@Nullable Map<String, Object> arguments) {

    this.destination = destination;
    this.destinationType = destinationType; = exchange;
    this.routingKey = routingKey;

Parameter meaning:

  • Destination: destination, switch name or message queue name
  • destinationType: destination type. You can select an exchange and message queue
  • Exchange: the name of the exchange to be bound
  • routingKey: routing key
  • arguments: specify parameters

Here, the exchange and message queue are created, and the binding relationship is established. You can check the background for verification:

Next, try sending a message:

class RabbitMqDemoApplicationTests {

    private RabbitTemplate rabbitTemplate;

    void sendMessage(){
        // send message
        rabbitTemplate.convertAndSend("direct-exchange","test-key","hello rabbitmq!");

When the message is sent successfully, it will enter the queue for consumption. Let's see how to consume the messages in the queue:

public class MessageServiceImpl implements MessageService {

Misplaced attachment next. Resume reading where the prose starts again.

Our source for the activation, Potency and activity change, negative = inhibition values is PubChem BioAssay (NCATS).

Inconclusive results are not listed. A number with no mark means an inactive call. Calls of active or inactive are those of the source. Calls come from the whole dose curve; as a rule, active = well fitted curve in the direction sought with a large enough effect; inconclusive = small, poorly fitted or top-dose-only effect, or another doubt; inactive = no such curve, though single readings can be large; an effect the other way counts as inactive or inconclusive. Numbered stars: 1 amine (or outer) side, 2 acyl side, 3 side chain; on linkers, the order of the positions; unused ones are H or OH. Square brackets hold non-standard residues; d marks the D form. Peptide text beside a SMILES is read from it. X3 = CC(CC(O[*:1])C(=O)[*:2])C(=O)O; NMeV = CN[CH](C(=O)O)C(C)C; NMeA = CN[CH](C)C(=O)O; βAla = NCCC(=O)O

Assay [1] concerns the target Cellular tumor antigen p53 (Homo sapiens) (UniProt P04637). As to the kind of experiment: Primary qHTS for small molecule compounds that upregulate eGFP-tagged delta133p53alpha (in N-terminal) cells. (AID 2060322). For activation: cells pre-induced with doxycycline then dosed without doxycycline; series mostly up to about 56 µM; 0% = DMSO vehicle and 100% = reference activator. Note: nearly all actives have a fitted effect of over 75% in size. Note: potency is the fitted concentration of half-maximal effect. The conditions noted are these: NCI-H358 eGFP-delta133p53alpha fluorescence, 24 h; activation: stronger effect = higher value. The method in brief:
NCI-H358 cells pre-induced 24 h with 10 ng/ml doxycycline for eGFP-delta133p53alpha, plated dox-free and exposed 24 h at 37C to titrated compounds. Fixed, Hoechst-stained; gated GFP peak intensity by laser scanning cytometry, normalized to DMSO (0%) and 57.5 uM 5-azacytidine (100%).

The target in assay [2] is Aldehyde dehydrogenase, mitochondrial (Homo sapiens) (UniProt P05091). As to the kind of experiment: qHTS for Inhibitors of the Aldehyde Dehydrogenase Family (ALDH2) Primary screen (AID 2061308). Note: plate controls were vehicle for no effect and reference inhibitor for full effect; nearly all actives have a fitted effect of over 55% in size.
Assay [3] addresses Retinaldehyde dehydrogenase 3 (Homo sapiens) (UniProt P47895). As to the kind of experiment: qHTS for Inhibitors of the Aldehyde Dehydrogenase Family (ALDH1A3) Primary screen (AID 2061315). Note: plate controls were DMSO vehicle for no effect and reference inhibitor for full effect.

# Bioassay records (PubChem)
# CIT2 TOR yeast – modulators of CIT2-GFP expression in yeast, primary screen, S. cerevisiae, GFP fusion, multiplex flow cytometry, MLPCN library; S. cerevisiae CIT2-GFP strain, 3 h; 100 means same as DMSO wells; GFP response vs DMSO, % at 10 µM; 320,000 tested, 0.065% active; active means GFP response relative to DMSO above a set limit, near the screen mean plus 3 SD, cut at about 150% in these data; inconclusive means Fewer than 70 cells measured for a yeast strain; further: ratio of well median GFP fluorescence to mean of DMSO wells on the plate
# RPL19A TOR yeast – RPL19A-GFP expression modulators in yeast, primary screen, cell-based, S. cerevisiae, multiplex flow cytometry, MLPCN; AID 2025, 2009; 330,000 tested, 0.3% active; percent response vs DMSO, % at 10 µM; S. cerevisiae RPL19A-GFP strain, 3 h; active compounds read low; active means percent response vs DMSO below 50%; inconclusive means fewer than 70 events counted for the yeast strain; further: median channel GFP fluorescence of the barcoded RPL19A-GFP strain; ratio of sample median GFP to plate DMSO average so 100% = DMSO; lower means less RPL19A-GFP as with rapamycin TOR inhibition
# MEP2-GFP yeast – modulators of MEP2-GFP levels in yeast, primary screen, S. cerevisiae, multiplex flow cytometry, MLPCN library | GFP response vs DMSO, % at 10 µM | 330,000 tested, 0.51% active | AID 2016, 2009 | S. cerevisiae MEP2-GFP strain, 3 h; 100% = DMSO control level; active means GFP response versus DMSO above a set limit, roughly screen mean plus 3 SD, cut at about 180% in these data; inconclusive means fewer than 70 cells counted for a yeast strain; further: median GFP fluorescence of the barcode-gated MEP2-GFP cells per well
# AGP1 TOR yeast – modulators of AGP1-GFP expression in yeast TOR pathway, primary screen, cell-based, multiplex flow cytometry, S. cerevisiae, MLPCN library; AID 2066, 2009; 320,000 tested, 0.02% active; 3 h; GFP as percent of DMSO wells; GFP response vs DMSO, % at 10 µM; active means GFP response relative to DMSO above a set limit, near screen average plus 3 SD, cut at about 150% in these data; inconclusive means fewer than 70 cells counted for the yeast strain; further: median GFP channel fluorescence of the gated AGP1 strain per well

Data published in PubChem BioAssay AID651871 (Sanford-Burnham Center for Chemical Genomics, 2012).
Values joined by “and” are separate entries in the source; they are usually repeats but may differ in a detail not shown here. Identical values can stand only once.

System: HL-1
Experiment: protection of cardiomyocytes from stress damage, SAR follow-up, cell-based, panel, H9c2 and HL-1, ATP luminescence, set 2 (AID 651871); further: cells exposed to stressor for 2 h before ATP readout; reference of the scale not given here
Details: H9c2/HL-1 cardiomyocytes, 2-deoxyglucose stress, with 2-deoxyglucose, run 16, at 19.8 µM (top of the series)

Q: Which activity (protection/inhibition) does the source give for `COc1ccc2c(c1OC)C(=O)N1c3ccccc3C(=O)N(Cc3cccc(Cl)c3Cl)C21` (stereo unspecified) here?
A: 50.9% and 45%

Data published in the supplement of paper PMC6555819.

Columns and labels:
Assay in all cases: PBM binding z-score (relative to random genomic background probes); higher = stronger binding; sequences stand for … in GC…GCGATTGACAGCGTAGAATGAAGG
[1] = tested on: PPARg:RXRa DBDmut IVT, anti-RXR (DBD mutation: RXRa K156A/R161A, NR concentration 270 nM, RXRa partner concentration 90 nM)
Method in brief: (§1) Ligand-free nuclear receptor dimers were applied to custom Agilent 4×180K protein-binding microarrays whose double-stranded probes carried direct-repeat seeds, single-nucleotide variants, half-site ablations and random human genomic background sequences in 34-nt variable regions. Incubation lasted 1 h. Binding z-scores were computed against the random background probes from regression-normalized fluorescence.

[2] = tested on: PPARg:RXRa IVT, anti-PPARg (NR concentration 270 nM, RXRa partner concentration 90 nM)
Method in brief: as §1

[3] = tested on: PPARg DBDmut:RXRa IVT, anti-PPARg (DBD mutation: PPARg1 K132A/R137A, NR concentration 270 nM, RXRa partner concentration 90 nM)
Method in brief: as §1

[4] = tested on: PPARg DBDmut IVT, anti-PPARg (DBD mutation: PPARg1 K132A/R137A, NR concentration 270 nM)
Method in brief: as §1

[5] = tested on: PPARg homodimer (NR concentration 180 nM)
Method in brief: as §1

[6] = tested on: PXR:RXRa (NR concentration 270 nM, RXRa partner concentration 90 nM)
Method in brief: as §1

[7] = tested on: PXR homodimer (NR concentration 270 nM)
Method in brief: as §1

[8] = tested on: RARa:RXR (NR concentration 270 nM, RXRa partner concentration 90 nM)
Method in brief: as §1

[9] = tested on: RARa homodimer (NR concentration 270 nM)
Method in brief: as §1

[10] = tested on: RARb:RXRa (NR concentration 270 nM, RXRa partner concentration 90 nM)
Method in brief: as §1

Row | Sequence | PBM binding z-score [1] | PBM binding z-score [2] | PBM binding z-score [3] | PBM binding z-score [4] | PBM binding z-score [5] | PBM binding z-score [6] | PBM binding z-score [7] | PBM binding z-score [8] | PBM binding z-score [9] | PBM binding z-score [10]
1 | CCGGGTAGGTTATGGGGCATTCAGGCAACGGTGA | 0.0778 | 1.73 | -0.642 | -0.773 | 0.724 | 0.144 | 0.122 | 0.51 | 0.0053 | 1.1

@RabbitListener(queues = {"test-queue"})
    public void receiveMessage(Message message) {
        // Get message body
        byte[] body = message.getBody();
        // Get the property information of the message header
        MessageProperties messageProperties = message.getMessageProperties();
        System.out.println(new String(body));

Add @ RabbitListener annotation on a business method with the value of the message queue name to be listened to, and then start the project. At this time, the method will listen to the test queue. When a message is generated in the queue, it will consume the message immediately and encapsulate the message into the method's input parameters. The output result is:

hello rabbitmq!
MessageProperties [headers={}, contentType=text/plain, contentEncoding=UTF-8, contentLength=0, receivedDeliveryMode=PERSISTENT, priority=0, redelivered=false, receivedExchange=direct-exchange, receivedRoutingKey=test-key, deliveryTag=1, consumerTag=amq.ctag-2Y8tYT5SDk0tartAFys6tg, consumerQueue=test-queue]

However, when you send the JSON data of an object, you also need to use the JSON tool to convert it into an object after obtaining the message content. Therefore, Spring helps us simplify this process. You can directly get the object by passing the object type into the method as a parameter:

@RabbitListener(queues = {"test-queue"})
public void receiveMessage(Message message,Person peson) {